“How do I get rid of my fat at the bottom of my belly?”  

“How do I get my butt to lift up?”  

“How do I get rid of my bingo wings?” 

These are just some of the questions I get asked everyday when it comes to exercise and although these may sound superficial, they are many people’s main reasons for exercising. But is it even possible to spot reduce body fat and how can I do it (without liposuction)? 

The 101 on Body Fat

Well first of all you must appreciate when people are talking about toning their body they are essential talking about two things happening:  

  1. Increasing muscle mass 
  1. Reducing body fat mass 

Without muscle you will look like a saggy skeleton and with too much fat you will look like the Michelin man. And it is not a case of your fat turning into muscle when you exercise, these are too separate structures that work independently of each other. So what is the best practice? 

Reducing Body Fat 

When it comes to reducing body fat you cannot target a certain area of the body to reduce it. You must decrease your overall body fat mass. To get an idea on what your percentage should be see (http://www.betterbeing.com.au/what-is-the-best-way-to-measure-body-fat-why-i-dont-step-on-the-scales/).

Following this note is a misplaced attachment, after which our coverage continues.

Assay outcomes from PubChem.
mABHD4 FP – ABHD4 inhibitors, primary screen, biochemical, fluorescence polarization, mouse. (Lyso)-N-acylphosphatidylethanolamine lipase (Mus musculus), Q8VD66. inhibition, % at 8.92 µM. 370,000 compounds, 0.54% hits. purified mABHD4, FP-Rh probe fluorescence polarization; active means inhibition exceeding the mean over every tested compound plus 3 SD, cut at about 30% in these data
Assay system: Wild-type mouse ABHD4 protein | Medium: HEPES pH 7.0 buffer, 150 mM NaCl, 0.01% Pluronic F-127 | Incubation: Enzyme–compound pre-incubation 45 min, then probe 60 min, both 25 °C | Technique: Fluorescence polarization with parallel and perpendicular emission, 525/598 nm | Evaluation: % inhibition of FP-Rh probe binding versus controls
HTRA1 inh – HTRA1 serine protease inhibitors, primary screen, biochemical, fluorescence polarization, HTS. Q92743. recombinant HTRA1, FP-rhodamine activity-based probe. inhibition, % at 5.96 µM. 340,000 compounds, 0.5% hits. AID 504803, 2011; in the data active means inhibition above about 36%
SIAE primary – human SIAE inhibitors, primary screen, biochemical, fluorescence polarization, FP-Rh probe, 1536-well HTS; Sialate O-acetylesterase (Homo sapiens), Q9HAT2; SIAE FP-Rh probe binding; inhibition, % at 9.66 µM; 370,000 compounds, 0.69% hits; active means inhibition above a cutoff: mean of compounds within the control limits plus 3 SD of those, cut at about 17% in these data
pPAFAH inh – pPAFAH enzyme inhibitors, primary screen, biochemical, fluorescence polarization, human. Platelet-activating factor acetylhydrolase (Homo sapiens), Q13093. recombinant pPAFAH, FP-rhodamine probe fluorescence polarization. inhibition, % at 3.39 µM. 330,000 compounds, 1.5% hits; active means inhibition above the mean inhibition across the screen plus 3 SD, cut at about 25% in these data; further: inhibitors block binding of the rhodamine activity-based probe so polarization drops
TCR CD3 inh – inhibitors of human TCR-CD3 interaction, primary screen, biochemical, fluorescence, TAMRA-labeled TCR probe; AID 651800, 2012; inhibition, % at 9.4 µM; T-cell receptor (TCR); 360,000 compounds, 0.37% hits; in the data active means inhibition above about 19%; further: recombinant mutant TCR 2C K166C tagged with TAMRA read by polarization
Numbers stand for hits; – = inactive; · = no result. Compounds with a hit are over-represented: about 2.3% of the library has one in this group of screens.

When it comes to reducing body fat the key is getting your calorie intake right. To ensure you are burning fat and not losing muscle you should have around 500 calorie deficit (around 1500 calories for 70kg male) and consume at least 1.8-2.7g of protein per kg of body mass per day (if you are 70kg around 150g per day). 

Increasing Muscle Definition 

However the good news is you can target particular muscles with resistance training. And that after burn you feel two days after your session, commonly known as DOMS (Delayed Onset of Muscle Soreness) isn’t your fat melting away, but is your muscle tissue growing. The added benefit of more muscle mass is your body will burn more fat on a daily basis.  

Feel like you have enough muscle and want to reduce your body fat?  

The key is maximise the calories you burn continue with resistance training but do so in a manner where you don’t work one particular muscle group but rather the whole body. Throw in some high intensity interval training at the end of your session to really maximise results. 

The real challenge comes in trying to increase muscle and decrease body fat at the same time. Essentially you are trying to do two conflicting things at the same time, particularly if you have been exercising on a regular basis. If you really want to maximise your results, focus on doing one of these at a time. I tend to focus on building a foundation of muscle mass first followed by reducing overall body fat mass. 

So you can’t spot reduce fat but you can spot increase muscle. It is important to make sure your nutrition and exercise are complimenting each other by focusing on achieving one outcome at a time.